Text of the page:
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After he learnt to play in his native Senegal, Al Dhafra striker Makhete Diop, right, came to the UAE, where he is the league’s fifth-leading scorer and has amassed 27 goals in all competitions this year. Christopher Pike / The National
After he learnt to play in his native Senegal, Al Dhafra striker Makhete Diop, right, came to the UAE, where he is the league’s fifth-leading scorer and has amassed 27 goals in all competitions this year. Christopher Pike / The National

Al Dhafra striker Makhete Diop stays rooted to his humble beginnings

Senegalese forward credits his father, a former player and coach, for his work ethic with Al Dhafra, writes Amith Passela.

The image of groups of African children playing football barefoot on dusty unmarked pitches using whatever they can find for goalposts may seem like a cliche. But it is a reality you will see across a continent that is in love with the Beautiful Game.

This was Makhete Diop's experience growing up in Louga, Senegal – he joined his friends every day for a game of football wherever they could find space for a pitch, no matter how dangerous the terrain.

"Like most kids in the country I started playing the game in the streets," says the 24-year-old forward who plays for Al Dhafra.

"It is a very hard journey for young aspiring footballers in Africa, should anyone decide to pursue in a career as a player. The competition is very tough and the survival tougher.

"To compete in such tough environment makes you combative and stronger, both mentally and physically.

"I know a lot of youngsters want to follow in the path of those who made it to the top-flight clubs in Europe. Not many do even at the top flight in the local clubs.

"But there is no shortage of those who try however hard it may be because they know if they can make it their future will be comfortable."

Diop was fortunate because he had his father Alioune, a former player and later coach at a local club, to guide him through his pursuit of a career in football.

"My father asked me what I want to be when I grow up and my answer was to play football," Diop says.

"He then asked me if I was willing to work to achieve my objectives, and I told him I was.

"He prepared a training schedule for me which was a fitness schedule in the morning before going to school and a longer second session after school which included skill-drills and playing.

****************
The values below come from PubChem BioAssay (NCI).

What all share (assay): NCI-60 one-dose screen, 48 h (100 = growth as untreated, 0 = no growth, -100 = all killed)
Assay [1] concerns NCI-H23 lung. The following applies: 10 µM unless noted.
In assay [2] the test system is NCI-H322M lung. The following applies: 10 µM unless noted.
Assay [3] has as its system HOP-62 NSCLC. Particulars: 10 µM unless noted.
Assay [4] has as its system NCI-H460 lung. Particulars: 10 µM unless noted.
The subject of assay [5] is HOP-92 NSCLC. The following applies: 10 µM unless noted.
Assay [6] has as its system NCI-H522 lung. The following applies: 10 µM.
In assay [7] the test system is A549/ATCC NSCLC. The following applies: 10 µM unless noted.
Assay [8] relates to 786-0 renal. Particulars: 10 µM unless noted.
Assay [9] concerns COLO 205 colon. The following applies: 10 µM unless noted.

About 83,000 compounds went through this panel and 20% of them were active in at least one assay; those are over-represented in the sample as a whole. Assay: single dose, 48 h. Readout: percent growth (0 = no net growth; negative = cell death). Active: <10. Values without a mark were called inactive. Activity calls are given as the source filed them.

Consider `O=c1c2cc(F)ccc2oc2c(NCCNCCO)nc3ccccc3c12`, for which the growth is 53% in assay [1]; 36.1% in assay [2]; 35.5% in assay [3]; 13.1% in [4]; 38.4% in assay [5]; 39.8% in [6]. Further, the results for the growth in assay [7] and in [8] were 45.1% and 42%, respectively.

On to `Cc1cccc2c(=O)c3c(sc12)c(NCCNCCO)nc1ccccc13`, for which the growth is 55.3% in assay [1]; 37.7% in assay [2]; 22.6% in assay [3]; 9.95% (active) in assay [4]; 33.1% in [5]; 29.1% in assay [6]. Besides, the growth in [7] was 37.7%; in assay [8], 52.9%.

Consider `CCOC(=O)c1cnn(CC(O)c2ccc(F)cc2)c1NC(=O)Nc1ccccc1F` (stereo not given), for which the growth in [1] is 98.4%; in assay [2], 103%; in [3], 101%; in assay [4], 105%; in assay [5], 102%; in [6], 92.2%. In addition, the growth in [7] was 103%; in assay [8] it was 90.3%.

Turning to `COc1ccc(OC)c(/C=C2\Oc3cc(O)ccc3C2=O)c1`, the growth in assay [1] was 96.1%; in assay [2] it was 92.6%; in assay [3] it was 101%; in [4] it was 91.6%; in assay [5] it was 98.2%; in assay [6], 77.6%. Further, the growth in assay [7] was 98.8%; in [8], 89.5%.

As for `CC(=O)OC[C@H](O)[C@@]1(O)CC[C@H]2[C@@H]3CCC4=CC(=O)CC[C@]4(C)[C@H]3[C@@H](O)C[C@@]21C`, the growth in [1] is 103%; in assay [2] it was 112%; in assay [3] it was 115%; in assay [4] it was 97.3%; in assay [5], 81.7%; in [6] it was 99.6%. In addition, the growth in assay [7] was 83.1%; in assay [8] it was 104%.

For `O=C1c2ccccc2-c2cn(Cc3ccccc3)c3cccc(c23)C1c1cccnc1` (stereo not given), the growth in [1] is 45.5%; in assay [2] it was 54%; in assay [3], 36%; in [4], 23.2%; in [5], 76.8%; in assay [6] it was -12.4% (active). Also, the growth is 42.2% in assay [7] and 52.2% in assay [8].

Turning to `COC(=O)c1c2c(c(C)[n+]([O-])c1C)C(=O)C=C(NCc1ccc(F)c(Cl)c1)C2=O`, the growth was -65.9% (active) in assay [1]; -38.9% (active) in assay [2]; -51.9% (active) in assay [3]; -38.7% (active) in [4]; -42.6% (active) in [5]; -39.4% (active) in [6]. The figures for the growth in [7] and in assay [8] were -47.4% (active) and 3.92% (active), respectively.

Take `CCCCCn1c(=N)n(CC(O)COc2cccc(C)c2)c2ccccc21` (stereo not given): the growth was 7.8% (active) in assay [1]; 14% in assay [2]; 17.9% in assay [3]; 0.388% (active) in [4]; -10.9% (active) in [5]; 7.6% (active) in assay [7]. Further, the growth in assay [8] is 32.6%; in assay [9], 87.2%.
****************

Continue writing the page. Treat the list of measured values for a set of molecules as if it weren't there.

"My father was behind me all the time and if I owe anything for the success I have had so far is all due to him.

"He not only guided me in my game but instilled discipline in me, which I think was the key."

Diop has maintained that focus in his adult years and is constantly trying to improve his game. He does not have much time for socialising.

"When I am not training, I want to relax in my room," he says. "I may go to the beach or to a cafe. I have been to the Dubai Mall three times, that's the only outings I have had, since I arrived in Abu Dhabi in 2011.

"I know how hard it was for me to get to this point in my career. I want to achieve more and that means more hard work. I played for Senegal in the age-group team and now my ambition is to play for the senior team.

"It is quite tough but that is my long-term objective and such hopes will keep me motivated."

Diop began his journey in the youth team for Port Autonome in Dakar, in 2006, and moved to ASC Yakaar in the city of Rufisqe in 2008.

He transferred to the Saudi club Al Watani in the following year and spent one season each at Nejmeh in Lebanon and Al Karamah in Syria, where he was the top scorer in both leagues.

At Dhafra, Diop has been prolific, averaging a goal a game with 27 goals in all competitions, helping the Abu Dhabi minnows –who train in the capital but play their home matches in the Western Region – to a respectable ninth place in the Pro League this season.

"The Pro League is at a good level," he says.

"There are very good foreign and local players. For me, as a professional player, it doesn't matter where I play and to whom I play, I want to do my best."

Diop arrived at Dhafra on a one-year loan from Karamah and, after his first season where he played a key role in club's survival in the Pro League, he was given a two-year permanent contract until June 2014.

Diop is the second boy in a family of six – three girls and three boys – and all of them are football fans who have given him their full support throughout his career.

"I came the hard way up and I know the difficulties," Diop says. "I know the gravity of the hard work and I know the success and failures of the young African footballers."

Diop lists Galatasaray and Ivory Coast striker Didier Drogba as his role model. Abdulsalaam Jumaa, his captain at Dhafra, thinks his teammate has a bright future ahead.

"His discipline and commitment is remarkable and very rare," says the veteran Emirati midfielder.

"I haven't come across a player so dedicated to his work than Makhete. I think he has the potential to play for any big clubs in the Pro League or elsewhere.

"I wouldn't want to miss him in my team but to be honest; any big club in the Pro League would like to have him, now that he has proved his capabilities with us. It is up to him to decide where he wants to play."


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